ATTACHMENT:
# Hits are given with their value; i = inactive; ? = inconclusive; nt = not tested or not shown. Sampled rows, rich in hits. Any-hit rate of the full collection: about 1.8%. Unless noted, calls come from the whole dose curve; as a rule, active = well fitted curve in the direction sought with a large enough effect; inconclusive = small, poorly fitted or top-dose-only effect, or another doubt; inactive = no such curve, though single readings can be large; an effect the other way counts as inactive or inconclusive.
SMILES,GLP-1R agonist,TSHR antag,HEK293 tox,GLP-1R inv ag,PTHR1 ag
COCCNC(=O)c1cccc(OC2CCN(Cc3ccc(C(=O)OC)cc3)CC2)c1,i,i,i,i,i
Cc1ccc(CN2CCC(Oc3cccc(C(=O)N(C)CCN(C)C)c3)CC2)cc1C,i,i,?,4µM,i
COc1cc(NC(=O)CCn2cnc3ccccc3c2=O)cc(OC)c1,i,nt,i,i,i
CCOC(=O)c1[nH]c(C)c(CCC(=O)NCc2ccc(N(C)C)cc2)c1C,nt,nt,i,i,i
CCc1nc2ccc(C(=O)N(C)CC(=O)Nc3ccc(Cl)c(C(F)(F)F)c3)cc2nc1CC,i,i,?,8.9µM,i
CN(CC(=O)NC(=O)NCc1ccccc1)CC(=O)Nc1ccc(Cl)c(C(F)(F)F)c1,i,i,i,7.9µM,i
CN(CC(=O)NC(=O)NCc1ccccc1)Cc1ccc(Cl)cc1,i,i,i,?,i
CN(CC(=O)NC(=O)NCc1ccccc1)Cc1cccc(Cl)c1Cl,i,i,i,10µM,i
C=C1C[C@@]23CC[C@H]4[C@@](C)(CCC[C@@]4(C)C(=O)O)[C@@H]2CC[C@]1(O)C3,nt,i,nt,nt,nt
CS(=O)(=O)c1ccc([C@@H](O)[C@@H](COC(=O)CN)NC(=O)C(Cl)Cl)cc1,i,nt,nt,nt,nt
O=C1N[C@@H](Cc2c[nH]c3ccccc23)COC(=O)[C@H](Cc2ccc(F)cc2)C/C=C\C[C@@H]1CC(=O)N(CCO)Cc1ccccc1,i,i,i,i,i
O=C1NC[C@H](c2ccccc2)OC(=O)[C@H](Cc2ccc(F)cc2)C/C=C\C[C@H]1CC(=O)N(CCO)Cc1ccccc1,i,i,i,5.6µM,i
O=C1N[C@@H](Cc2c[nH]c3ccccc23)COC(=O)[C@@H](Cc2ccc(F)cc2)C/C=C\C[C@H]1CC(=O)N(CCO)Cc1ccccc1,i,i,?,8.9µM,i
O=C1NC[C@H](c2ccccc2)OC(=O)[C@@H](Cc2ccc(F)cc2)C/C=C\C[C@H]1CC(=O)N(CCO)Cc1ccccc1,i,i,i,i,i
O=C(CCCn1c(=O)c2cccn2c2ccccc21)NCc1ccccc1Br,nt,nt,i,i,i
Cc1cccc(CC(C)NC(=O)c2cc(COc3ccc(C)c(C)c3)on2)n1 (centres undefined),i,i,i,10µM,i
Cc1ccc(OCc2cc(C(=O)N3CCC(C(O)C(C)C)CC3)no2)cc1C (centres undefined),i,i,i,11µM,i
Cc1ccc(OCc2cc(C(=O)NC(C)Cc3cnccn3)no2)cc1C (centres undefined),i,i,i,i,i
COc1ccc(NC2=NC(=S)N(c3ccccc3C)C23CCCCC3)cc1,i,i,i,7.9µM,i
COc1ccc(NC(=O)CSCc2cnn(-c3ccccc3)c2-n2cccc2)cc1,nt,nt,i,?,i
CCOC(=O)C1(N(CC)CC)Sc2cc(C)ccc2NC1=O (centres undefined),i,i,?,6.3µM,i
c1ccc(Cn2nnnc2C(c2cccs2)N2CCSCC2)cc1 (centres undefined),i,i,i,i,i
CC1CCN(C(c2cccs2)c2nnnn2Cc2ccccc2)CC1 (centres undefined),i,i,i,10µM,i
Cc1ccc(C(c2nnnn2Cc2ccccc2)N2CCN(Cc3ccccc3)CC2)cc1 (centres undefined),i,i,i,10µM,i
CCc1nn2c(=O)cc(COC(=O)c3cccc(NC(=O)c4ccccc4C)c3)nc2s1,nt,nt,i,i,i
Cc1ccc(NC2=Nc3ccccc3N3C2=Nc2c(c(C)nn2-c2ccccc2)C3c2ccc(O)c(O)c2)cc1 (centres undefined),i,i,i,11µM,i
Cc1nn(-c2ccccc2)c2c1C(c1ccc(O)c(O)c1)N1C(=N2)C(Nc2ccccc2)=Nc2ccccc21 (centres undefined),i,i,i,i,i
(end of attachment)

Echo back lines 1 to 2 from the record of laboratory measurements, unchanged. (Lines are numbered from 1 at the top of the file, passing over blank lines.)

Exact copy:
# Hits are given with their value; i = inactive; ? = inconclusive; nt = not tested or not shown. Sampled rows, rich in hits. Any-hit rate of the full collection: about 1.8%. Unless noted, calls come from the whole dose curve; as a rule, active = well fitted curve in the direction sought with a large enough effect; inconclusive = small, poorly fitted or top-dose-only effect, or another doubt; inactive = no such curve, though single readings can be large; an effect the other way counts as inactive or inconclusive.
SMILES,GLP-1R agonist,TSHR antag,HEK293 tox,GLP-1R inv ag,PTHR1 ag